Wang M.,Nanjing University | Liu Z.,Southern Medical University | Liu C.,Southern Medical University | Wu T.,Nanjing University | And 4 more authors.
BMC Infectious Diseases | Year: 2016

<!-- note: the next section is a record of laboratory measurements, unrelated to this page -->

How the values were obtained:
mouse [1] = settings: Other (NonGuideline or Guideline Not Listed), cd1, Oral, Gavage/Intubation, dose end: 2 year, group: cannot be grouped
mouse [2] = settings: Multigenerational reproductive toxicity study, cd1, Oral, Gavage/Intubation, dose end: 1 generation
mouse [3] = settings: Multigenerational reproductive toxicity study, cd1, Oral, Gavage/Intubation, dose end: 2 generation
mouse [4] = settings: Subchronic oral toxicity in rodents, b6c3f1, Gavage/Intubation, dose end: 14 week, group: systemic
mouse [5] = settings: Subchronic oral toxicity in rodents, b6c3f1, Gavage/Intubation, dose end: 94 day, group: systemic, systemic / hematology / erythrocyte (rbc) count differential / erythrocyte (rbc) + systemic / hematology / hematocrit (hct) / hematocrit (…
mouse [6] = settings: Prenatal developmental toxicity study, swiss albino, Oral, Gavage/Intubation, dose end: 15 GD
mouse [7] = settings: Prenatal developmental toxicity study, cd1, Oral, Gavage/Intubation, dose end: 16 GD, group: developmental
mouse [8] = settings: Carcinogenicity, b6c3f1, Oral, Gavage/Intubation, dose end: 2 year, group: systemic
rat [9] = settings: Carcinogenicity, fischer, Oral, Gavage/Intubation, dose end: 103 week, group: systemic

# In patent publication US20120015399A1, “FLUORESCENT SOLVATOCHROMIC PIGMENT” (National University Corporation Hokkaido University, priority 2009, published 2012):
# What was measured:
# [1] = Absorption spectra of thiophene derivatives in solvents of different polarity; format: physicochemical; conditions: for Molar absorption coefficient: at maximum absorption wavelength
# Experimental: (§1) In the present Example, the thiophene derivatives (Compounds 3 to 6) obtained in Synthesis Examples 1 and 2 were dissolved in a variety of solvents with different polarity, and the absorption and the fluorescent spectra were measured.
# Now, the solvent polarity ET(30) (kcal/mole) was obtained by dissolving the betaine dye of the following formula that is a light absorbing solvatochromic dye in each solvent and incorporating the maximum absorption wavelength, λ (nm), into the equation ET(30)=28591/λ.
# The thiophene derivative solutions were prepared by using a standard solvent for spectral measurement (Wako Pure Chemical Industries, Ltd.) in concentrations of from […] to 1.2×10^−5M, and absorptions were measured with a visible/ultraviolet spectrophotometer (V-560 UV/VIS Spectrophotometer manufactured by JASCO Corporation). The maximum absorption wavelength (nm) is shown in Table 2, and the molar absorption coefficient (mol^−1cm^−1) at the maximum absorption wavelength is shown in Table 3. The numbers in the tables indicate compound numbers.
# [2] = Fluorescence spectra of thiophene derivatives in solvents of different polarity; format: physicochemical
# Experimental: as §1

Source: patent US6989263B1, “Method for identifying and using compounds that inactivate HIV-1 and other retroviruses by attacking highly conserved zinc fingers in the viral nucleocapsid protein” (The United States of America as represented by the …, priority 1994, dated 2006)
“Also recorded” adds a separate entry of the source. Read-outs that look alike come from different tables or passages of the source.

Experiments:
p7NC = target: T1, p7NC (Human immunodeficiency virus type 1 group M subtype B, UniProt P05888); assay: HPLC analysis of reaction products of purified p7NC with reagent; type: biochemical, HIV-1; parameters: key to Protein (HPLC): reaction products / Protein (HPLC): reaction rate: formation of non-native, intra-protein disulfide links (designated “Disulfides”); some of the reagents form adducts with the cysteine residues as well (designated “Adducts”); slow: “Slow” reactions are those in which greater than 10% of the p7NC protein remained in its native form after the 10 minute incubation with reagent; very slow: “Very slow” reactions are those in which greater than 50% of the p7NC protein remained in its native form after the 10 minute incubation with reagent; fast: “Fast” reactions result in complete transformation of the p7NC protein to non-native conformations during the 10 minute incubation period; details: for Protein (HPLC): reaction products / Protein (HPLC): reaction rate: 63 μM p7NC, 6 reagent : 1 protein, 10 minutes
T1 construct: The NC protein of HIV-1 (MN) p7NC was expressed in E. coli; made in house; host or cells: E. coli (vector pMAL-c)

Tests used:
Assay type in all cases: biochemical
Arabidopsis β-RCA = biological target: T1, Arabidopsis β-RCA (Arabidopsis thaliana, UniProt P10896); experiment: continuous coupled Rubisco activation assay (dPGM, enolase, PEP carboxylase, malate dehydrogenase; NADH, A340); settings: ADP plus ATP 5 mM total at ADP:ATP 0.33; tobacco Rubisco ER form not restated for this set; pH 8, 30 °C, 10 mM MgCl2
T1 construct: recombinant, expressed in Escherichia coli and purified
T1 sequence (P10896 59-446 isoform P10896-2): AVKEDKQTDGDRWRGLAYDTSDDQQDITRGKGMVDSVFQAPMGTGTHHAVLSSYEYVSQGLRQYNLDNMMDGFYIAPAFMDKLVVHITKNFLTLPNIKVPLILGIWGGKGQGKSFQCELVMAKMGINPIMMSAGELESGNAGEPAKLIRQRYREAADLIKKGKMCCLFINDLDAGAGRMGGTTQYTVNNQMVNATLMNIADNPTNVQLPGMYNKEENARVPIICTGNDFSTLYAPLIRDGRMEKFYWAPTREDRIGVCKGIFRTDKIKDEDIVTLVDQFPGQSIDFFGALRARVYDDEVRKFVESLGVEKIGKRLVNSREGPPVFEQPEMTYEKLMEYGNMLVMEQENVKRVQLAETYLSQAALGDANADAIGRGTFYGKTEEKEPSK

Background: Invasive aspergillosis is a life-threatening disease, and its incidence has increased in the recent past. Dectin-1 recognizes β-glucans and mediates innate immune responses to Aspergillus fumigatus. Transcription factor PU.1 has been the focus of recent research due to its role in inflammation and infection. However, its role in Dectin-1 regulation during A. fumigatus infection remains to be elucidated. Methods: THP-1 cells were stimulated with A. fumigatus conidia. We then used real-time RT-PCR, Western blot, and immunofluorescence assays to analyze the mRNA and protein levels and cellular distribution, respectively, of Dectin-1 and PU.1 in stimulated THP-1 cells. Additionally, we used the luciferase reporter assays, chromatin immunoprecipitation (ChIP) assays, electrophoretic mobility shift assays (EMSA), and RNA interference experiments to investigate the role of PU.1 in Dectin-1 regulation. Results: Our results revealed that Dectin-1 mRNA and protein levels as well as the PU.1 protein level were increased in THP-1 cells stimulated with A. fumigatus conidia, while the mRNA expression level did not significantly change between the stimulated and control groups. We also observed that PU.1 translocated into the nucleus in stimulated THP-1 cells. The results of the luciferase reporter assay showed that PU.1 promoted human Dectin-1 (hDectin-1) gene activity. ChIP and EMSA indicated that PU.1 could bind with hDectin-1 gene promoter at three potential transcription factor-binding sites (TFBSs). In addition, knockdown of PU.1 significantly decreased Dectin-1 expression. Conclusions: This study demonstrated the novel role of PU.1 in the immune response to A. fumigatus through upregulation of Dectin-1 expression and its translocation to the nucleus in A. fumigatus-stimulated THP-1 cells. © 2016 The Author(s).